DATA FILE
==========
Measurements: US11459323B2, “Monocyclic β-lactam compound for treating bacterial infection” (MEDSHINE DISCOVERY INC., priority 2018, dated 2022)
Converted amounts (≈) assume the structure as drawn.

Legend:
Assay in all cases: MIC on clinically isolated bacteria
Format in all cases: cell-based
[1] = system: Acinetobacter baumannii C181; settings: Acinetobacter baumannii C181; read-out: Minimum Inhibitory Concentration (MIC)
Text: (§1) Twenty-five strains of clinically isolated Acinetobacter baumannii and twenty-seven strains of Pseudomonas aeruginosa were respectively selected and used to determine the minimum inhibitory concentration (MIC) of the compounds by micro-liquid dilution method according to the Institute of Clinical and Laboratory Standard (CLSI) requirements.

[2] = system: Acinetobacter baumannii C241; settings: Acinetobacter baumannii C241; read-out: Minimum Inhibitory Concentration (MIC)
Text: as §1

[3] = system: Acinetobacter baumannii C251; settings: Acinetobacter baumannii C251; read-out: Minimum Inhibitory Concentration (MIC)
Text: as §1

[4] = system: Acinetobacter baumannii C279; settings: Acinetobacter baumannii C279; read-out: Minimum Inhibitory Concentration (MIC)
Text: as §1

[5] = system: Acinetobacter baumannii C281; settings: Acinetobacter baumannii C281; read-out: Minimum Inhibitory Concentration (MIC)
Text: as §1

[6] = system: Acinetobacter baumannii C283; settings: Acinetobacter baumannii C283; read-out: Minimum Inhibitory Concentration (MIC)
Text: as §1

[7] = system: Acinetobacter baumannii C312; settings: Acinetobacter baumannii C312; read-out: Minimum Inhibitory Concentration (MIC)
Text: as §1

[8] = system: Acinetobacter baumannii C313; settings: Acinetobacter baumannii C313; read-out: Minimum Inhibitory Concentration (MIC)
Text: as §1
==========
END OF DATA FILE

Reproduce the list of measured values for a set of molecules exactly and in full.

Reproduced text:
Measurements: US11459323B2, “Monocyclic β-lactam compound for treating bacterial infection” (MEDSHINE DISCOVERY INC., priority 2018, dated 2022)
Converted amounts (≈) assume the structure as drawn.

Legend:
Assay in all cases: MIC on clinically isolated bacteria
Format in all cases: cell-based
[1] = system: Acinetobacter baumannii C181; settings: Acinetobacter baumannii C181; read-out: Minimum Inhibitory Concentration (MIC)
Text: (§1) Twenty-five strains of clinically isolated Acinetobacter baumannii and twenty-seven strains of Pseudomonas aeruginosa were respectively selected and used to determine the minimum inhibitory concentration (MIC) of the compounds by micro-liquid dilution method according to the Institute of Clinical and Laboratory Standard (CLSI) requirements.

[2] = system: Acinetobacter baumannii C241; settings: Acinetobacter baumannii C241; read-out: Minimum Inhibitory Concentration (MIC)
Text: as §1

[3] = system: Acinetobacter baumannii C251; settings: Acinetobacter baumannii C251; read-out: Minimum Inhibitory Concentration (MIC)
Text: as §1

[4] = system: Acinetobacter baumannii C279; settings: Acinetobacter baumannii C279; read-out: Minimum Inhibitory Concentration (MIC)
Text: as §1

[5] = system: Acinetobacter baumannii C281; settings: Acinetobacter baumannii C281; read-out: Minimum Inhibitory Concentration (MIC)
Text: as §1

[6] = system: Acinetobacter baumannii C283; settings: Acinetobacter baumannii C283; read-out: Minimum Inhibitory Concentration (MIC)
Text: as §1

[7] = system: Acinetobacter baumannii C312; settings: Acinetobacter baumannii C312; read-out: Minimum Inhibitory Concentration (MIC)
Text: as §1

[8] = system: Acinetobacter baumannii C313; settings: Acinetobacter baumannii C313; read-out: Minimum Inhibitory Concentration (MIC)
Text: as §1